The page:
A new report showed U.S. homebuilder confidence fell every month this year, as sales fell in Las Vegas and across the country and buyers faced “worsening affordability.”
Builder confidence in the market for new single-family homes fell for the 12th consecutive month in December, the National Association of Home Builders reported Monday. In a news release, the industry group cited higher mortgage rates, higher construction costs and “deteriorating affordability conditions as a drag on consumer demand,” all of which “weighed down manufacturing sentiment every month in 2022.”
Its most recent survey showed that 62 percent of builders are using incentives, including price reductions, to boost sales, President Jerry Konter said in the release.
“In this high inflation, high mortgage rate environment, builders are struggling to keep housing affordable for home buyers,” he said.
Robert Dietz, the association’s chief economist, noted that mortgage rates have declined in recent weeks, but the group still expects “weaker housing conditions” to continue next year.
Locally and nationally, home buyers have been hitting the brakes hard for months, after last year’s cheap shopping spree. The Federal Reserve has raised interest rates several times this year to fight inflation, and rising borrowing costs have led to fewer home sales.
In Southern Nevada, sales have fallen sharply from year-ago levels, sellers have been slashing prices, and builders are offering more incentives to buyers and higher commissions to agents who bring them in.
Builders recorded 350 net sales — new purchase contracts signed without cancellations — in southern Nevada in October, down 59 percent from the same month last year, Las Vegas-based Real Estate Research reported. .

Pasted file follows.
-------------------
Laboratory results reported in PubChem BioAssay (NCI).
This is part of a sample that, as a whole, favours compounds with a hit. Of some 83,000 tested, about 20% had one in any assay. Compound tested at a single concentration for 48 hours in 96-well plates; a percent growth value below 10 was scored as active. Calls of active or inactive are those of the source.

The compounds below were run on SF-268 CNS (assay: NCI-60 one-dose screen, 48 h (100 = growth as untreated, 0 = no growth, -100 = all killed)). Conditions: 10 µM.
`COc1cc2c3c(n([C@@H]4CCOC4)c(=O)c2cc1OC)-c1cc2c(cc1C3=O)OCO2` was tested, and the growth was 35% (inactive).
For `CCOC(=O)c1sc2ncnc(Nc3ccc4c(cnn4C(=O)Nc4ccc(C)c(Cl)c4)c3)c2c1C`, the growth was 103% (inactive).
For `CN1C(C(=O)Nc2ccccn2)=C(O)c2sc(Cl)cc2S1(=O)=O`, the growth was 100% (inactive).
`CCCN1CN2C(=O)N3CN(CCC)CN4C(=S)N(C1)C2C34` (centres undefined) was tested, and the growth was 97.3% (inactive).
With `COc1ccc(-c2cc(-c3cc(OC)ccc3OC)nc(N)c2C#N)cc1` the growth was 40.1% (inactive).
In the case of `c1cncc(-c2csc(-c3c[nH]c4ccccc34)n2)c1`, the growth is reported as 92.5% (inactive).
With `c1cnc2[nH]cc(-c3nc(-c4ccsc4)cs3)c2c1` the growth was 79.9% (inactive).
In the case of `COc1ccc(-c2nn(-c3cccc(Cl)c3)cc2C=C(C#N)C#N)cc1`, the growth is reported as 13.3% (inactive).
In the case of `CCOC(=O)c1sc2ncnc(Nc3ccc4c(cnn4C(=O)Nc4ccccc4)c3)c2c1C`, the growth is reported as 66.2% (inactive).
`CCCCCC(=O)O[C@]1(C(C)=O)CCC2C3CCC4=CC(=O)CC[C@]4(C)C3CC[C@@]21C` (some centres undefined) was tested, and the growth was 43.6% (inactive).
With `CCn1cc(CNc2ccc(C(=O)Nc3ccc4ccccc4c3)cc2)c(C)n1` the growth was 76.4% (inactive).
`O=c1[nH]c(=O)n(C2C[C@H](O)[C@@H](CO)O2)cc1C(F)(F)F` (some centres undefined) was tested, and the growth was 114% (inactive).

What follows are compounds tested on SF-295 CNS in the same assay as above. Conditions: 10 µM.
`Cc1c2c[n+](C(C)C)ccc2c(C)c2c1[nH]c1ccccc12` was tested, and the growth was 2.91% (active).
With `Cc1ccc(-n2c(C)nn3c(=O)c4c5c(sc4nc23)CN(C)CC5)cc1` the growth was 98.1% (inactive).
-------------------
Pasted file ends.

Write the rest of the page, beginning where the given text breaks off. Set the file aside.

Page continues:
Builders also drew 545 new home permits in October, down 55 percent year-on-year, reflecting a sharp drop in construction plans, and land purchases were “essentially nonexistent,” said Andrew Smith, the firm’s president. wrote the study.
Nationally, the pace of home sales fell several times this year, although in October, it was up 7.5 percent from September but still down 5.8 percent from a year earlier, federal data showed. they do
Touchstone Living founder Tom McCormick, whose Las Vegas homebuilding firm targets first-time buyers, told the Review-Journal late last month that the Southern Nevada market is “much slower,” and buyer traffic is down from last year’s levels. .
Many people can’t afford a mortgage because they can’t afford the higher payments that come with rising interest rates, he noted.
“Our customers definitely feel it,” McCormick said.
Last week, the average rate on a 30-year mortgage was 6.31 percent, up from 7.08 percent a month earlier, but still up from 3.12 percent a year ago, federal data show.
“The good news for the housing market is that the recent decline in rates has led to a stabilization of purchasing demand,” Sam Khater, chief economist at mortgage broker Freddie Mac, said in a news release last week. “The bad news is that demand remains very weak in the face of affordability constraints that are still very high.”